It all began in 1962, with the first James Bond movie, called Dr. No. That film, which sparked an ongoing love of the spy movie genre, was accompanied by a soundtrack composed by Monty Norman. The creation of the now-famous theme song that has followed the franchise for well over fifty years has been the object of contention between Norman and a man named John Barry. Both felt they deserved credit for it, then took that conviction to court. Norman received royalties for the song all his life, while Barry continued to argue it was his. Nevertheless, Norman was dropped after the first film, and Barry was involved in eleven sequels, including what many regard to be the best of the films, Goldfinger, even writing the immortal song performed famously by Shirley Bassey.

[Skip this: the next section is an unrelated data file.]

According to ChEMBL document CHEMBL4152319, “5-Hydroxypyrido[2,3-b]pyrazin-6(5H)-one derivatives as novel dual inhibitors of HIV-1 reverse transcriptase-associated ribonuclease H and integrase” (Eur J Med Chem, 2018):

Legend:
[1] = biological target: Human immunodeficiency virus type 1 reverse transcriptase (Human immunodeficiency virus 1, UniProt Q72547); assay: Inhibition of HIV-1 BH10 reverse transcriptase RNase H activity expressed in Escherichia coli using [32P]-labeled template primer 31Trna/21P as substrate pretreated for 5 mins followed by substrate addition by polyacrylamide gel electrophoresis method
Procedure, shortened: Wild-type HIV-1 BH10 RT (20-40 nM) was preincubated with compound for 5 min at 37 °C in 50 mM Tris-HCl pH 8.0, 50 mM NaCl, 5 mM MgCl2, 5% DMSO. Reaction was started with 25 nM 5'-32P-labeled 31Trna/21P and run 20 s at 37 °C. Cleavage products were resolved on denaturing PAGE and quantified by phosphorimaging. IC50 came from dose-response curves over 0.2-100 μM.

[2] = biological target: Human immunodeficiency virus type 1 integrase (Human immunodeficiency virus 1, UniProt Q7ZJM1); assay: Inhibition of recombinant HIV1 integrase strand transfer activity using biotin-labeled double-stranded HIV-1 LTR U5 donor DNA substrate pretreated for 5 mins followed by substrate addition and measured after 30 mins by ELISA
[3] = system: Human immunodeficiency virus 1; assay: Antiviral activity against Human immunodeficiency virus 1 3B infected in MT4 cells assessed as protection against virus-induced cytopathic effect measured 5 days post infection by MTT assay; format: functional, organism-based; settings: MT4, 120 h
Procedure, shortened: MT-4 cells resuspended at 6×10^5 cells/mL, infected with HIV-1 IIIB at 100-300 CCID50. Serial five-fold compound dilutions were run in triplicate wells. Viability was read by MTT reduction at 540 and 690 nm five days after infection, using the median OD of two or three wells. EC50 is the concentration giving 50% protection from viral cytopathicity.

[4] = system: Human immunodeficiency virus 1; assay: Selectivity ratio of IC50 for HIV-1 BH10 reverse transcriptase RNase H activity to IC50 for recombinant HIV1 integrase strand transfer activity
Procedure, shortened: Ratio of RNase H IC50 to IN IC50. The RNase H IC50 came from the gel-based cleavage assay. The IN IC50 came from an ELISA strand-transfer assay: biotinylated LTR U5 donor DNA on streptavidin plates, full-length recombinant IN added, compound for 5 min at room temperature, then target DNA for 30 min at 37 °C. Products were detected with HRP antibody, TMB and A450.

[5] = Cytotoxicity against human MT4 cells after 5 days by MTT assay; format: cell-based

Notably, the Bassey recording was produced by none other than George Martin, known in the music world as the man who produced many of the Beatles' albums during the 1960's. The album was released in two versions - the American release tended to have shorter versions of the songs than the British version. In fact, it was eight minutes shorter, lasting only half-an-hour. Regardless, it became the first Bond soundtrack to reach number one on the Billboard charts.